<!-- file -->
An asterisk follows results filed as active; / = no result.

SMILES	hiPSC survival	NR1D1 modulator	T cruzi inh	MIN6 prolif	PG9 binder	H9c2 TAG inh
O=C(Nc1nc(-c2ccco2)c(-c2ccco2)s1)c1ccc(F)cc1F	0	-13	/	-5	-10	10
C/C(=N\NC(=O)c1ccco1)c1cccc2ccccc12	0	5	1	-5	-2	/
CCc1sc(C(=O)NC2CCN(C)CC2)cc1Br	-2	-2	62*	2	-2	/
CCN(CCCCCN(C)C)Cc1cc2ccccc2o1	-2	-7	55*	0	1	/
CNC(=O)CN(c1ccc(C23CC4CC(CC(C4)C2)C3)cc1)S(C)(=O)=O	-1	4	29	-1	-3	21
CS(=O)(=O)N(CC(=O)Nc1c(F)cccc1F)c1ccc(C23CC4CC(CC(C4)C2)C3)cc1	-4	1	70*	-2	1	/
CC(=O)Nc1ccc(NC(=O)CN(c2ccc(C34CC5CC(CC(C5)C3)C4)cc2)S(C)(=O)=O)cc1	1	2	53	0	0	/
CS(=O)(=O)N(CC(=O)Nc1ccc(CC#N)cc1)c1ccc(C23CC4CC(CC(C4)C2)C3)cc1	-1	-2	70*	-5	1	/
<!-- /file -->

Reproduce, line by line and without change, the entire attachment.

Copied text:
An asterisk follows results filed as active; / = no result.

SMILES	hiPSC survival	NR1D1 modulator	T cruzi inh	MIN6 prolif	PG9 binder	H9c2 TAG inh
O=C(Nc1nc(-c2ccco2)c(-c2ccco2)s1)c1ccc(F)cc1F	0	-13	/	-5	-10	10
C/C(=N\NC(=O)c1ccco1)c1cccc2ccccc12	0	5	1	-5	-2	/
CCc1sc(C(=O)NC2CCN(C)CC2)cc1Br	-2	-2	62*	2	-2	/
CCN(CCCCCN(C)C)Cc1cc2ccccc2o1	-2	-7	55*	0	1	/
CNC(=O)CN(c1ccc(C23CC4CC(CC(C4)C2)C3)cc1)S(C)(=O)=O	-1	4	29	-1	-3	21
CS(=O)(=O)N(CC(=O)Nc1c(F)cccc1F)c1ccc(C23CC4CC(CC(C4)C2)C3)cc1	-4	1	70*	-2	1	/
CC(=O)Nc1ccc(NC(=O)CN(c2ccc(C34CC5CC(CC(C5)C3)C4)cc2)S(C)(=O)=O)cc1	1	2	53	0	0	/
CS(=O)(=O)N(CC(=O)Nc1ccc(CC#N)cc1)c1ccc(C23CC4CC(CC(C4)C2)C3)cc1	-1	-2	70*	-5	1	/